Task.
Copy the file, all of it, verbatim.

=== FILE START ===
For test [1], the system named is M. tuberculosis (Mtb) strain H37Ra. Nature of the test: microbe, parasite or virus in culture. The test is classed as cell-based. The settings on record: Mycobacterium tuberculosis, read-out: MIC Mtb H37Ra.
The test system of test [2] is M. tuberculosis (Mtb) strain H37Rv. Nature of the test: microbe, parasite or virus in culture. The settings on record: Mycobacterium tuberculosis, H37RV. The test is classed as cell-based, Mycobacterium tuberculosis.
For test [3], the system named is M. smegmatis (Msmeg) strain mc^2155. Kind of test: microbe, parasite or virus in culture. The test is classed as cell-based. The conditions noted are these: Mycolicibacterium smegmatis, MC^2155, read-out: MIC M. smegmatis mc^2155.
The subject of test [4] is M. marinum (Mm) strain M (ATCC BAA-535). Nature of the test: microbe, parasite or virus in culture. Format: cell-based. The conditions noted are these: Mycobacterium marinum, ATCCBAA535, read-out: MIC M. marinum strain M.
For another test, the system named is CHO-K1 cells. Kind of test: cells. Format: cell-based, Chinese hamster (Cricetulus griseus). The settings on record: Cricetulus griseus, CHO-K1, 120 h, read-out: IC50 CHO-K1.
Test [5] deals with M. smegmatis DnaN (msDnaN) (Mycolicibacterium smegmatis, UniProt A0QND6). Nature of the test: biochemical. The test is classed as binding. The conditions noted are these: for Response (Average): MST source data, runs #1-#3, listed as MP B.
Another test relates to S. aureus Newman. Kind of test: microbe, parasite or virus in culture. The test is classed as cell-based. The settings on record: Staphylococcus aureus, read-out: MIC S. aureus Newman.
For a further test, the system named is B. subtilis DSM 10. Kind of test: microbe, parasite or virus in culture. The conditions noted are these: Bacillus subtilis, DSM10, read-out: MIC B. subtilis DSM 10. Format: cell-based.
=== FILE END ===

For test [1], the system named is M. tuberculosis (Mtb) strain H37Ra. Nature of the test: microbe, parasite or virus in culture. The test is classed as cell-based. The settings on record: Mycobacterium tuberculosis, read-out: MIC Mtb H37Ra.
The test system of test [2] is M. tuberculosis (Mtb) strain H37Rv. Nature of the test: microbe, parasite or virus in culture. The settings on record: Mycobacterium tuberculosis, H37RV. The test is classed as cell-based, Mycobacterium tuberculosis.
For test [3], the system named is M. smegmatis (Msmeg) strain mc^2155. Kind of test: microbe, parasite or virus in culture. The test is classed as cell-based. The conditions noted are these: Mycolicibacterium smegmatis, MC^2155, read-out: MIC M. smegmatis mc^2155.
The subject of test [4] is M. marinum (Mm) strain M (ATCC BAA-535). Nature of the test: microbe, parasite or virus in culture. Format: cell-based. The conditions noted are these: Mycobacterium marinum, ATCCBAA535, read-out: MIC M. marinum strain M.
For another test, the system named is CHO-K1 cells. Kind of test: cells. Format: cell-based, Chinese hamster (Cricetulus griseus). The settings on record: Cricetulus griseus, CHO-K1, 120 h, read-out: IC50 CHO-K1.
Test [5] deals with M. smegmatis DnaN (msDnaN) (Mycolicibacterium smegmatis, UniProt A0QND6). Nature of the test: biochemical. The test is classed as binding. The conditions noted are these: for Response (Average): MST source data, runs #1-#3, listed as MP B.
Another test relates to S. aureus Newman. Kind of test: microbe, parasite or virus in culture. The test is classed as cell-based. The settings on record: Staphylococcus aureus, read-out: MIC S. aureus Newman.
For a further test, the system named is B. subtilis DSM 10. Kind of test: microbe, parasite or virus in culture. The conditions noted are these: Bacillus subtilis, DSM10, read-out: MIC B. subtilis DSM 10. Format: cell-based.